How I Made 3 Dinners For Two Average Out to Just $5 Person
1. I’ve invited Amy over for dinner. I have no money, but I have groceries. I will make breakfast for dinner because I already have all the things for breakfast for dinner. Classic. Easy. Cut up some potatoes. Mix with spices and garlic and oil. Preheat oven, put in oven. Shred some cheese. Make a salad. Make a salad dressing. Wait until Amy gets here and con her into making the omelettes because she won’t burn them and they’ll be great. “Thanks for dinner, ” we both say at the end. ($0)
2. I’ve invited Matt over for dinner. I have no money, but I have groceries. I have some cans of things and some jars of other things and a box of rice. Pour some cans of black beans and corn and tomatoes into a pan. Add garlic—wait, cook the garlic first, duh. Scoop the garlic out and put it in a pan with oil, cut up an onion too. When that’s done, add it to the beans and corn and tomatoes. Stir it up. Add a bunch of cumin. Cook some rice. Scoop rice and beans into bowl cover with salsa put handful of arugula on top, cut up some grape tomatoes. “This is pretty good for being all canned stuff,” Matt says. ($0)
3. I’ve invited Mike over for dinner. I’ve done so well with making dinner out of groceries that I’m going to keep on keeping on with that theme. I’ll make … roasted vegetables and also roasted potatoes. And a big salad. I should double check I have everything I need. But first I’ll take 20-minute nap.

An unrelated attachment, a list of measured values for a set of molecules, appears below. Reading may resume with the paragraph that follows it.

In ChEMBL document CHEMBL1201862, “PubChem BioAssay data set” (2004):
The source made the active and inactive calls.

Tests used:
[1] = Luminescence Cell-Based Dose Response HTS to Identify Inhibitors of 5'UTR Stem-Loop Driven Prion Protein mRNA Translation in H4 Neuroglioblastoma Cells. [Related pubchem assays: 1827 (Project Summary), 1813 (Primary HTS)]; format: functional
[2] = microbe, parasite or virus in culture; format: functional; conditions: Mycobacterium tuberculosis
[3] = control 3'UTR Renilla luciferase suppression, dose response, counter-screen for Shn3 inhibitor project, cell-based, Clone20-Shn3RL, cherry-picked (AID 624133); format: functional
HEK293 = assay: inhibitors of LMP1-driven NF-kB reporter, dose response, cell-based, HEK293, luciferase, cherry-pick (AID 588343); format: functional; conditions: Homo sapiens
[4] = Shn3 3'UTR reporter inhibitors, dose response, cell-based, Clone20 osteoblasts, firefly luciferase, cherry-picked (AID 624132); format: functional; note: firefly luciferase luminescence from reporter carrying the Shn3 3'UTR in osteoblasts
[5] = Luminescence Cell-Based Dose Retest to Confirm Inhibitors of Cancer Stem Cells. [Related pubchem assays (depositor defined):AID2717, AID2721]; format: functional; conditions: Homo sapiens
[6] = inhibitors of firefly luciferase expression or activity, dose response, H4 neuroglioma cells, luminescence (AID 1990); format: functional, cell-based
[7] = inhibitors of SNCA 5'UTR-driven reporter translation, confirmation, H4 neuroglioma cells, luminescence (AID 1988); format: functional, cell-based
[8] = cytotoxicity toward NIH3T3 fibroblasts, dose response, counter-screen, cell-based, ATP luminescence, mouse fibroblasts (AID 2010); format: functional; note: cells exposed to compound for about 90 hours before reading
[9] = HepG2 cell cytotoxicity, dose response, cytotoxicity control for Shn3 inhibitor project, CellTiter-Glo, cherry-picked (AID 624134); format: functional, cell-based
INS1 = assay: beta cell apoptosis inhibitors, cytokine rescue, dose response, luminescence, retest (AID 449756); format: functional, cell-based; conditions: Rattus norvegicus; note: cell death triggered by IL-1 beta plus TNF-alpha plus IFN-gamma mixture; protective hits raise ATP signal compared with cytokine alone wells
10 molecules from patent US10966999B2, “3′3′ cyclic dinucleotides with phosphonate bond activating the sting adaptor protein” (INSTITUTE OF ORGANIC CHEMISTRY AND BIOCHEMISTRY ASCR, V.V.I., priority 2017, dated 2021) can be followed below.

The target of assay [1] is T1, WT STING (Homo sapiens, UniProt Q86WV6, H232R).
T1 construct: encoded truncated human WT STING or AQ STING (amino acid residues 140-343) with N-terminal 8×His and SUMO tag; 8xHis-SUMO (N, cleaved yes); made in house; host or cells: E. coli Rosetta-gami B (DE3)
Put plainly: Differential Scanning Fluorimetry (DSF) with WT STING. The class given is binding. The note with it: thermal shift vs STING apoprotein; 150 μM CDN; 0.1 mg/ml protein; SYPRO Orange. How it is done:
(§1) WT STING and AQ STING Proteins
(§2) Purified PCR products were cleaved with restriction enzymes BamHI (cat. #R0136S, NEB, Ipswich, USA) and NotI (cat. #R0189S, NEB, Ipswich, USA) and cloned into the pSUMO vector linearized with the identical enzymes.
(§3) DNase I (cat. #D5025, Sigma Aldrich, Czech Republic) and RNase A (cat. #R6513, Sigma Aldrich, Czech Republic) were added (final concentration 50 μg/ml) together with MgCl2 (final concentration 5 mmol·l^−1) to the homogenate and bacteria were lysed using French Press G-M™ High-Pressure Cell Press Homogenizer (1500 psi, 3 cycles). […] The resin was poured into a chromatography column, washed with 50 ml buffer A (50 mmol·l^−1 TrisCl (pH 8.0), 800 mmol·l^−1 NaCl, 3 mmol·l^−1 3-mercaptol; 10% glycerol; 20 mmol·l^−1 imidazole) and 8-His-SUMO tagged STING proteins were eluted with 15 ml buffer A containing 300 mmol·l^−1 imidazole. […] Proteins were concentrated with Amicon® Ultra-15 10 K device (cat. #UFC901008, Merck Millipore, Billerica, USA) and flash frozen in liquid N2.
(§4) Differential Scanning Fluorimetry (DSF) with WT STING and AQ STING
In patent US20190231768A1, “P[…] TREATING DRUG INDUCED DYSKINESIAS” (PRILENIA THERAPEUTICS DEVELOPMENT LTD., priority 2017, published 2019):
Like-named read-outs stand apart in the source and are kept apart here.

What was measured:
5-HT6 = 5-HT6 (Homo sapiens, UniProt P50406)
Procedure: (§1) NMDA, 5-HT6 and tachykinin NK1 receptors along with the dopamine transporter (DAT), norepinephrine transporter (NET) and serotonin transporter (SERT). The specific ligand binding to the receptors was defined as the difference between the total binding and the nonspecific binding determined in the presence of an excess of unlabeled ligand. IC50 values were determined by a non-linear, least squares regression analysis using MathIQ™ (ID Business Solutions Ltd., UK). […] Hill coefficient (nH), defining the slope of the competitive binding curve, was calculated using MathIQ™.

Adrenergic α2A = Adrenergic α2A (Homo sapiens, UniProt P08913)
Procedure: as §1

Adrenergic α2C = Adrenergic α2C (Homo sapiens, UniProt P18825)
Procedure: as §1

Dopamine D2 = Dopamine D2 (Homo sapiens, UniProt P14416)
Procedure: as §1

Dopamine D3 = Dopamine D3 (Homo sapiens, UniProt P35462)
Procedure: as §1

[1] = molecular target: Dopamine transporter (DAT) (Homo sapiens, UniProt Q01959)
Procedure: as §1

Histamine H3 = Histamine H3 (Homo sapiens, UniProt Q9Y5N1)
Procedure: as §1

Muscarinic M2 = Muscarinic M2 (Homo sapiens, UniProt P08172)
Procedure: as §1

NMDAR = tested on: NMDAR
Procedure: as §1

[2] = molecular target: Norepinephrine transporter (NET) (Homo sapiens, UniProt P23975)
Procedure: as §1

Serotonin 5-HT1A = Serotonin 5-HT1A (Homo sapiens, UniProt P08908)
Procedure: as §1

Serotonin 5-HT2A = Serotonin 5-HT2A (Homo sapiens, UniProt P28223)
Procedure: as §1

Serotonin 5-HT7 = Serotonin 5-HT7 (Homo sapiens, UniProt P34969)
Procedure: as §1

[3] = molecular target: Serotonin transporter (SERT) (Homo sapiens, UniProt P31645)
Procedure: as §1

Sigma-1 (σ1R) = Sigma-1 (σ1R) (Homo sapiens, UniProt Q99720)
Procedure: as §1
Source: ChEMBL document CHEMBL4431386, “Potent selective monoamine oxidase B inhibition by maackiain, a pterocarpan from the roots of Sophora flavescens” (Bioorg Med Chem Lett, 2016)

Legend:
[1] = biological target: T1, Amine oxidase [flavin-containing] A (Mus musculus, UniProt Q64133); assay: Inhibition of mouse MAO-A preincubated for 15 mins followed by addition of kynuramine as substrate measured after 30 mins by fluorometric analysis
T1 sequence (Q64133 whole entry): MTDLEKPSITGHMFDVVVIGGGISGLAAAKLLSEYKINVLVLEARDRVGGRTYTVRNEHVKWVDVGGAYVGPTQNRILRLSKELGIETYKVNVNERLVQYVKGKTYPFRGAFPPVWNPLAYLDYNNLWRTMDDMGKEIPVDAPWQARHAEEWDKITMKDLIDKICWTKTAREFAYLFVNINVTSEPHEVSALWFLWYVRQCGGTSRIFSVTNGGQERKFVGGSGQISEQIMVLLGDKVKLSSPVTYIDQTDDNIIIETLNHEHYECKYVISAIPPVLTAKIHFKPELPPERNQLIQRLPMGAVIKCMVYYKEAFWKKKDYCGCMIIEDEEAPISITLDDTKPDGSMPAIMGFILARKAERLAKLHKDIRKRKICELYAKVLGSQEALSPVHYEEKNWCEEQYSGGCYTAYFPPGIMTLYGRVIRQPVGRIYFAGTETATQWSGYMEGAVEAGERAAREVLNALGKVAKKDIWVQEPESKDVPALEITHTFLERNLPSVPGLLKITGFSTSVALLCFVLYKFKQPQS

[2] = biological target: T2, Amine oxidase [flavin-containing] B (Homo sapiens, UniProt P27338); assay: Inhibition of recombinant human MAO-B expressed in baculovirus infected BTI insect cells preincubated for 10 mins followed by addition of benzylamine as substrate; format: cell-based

An hour later the buzzer rings and I wake up. Welcome Mike, please come in, Mike. I know I look like I just woke up but I’ve been up for ages, three minutes at least. I haven’t cooked yet but I will do that shortly. Here, have some wine. It’s the cheap kind from Trader Joe’s but I’ve had it for three weeks so it’s practically vintage. Let me start cooking, hold please. Where are my potatoes? They have to be here, somewhere? Did I eat them? Mike and I both look for potatoes. Roommate comes in: “Your potatoes were rotten so I threw them out.” Moving on. I put the arugula in a bowl and am looking for something to add to it when I make a decision: I’m not going to cook. I probably was never going to cook. I break the news to Mike and he laughs, and I order takeout. We drink some wine. We eat our takeout. “Sorry I invited you over for dinner and then ordered takeout,” I say. “I wouldn’t expect anything else,” he didn’t say, but maybe should have. The last time I was at his house, he made three courses, but I’m not going to think of that. I only have to tell him twice that I don’t want or need his money. ($37, incl. tip)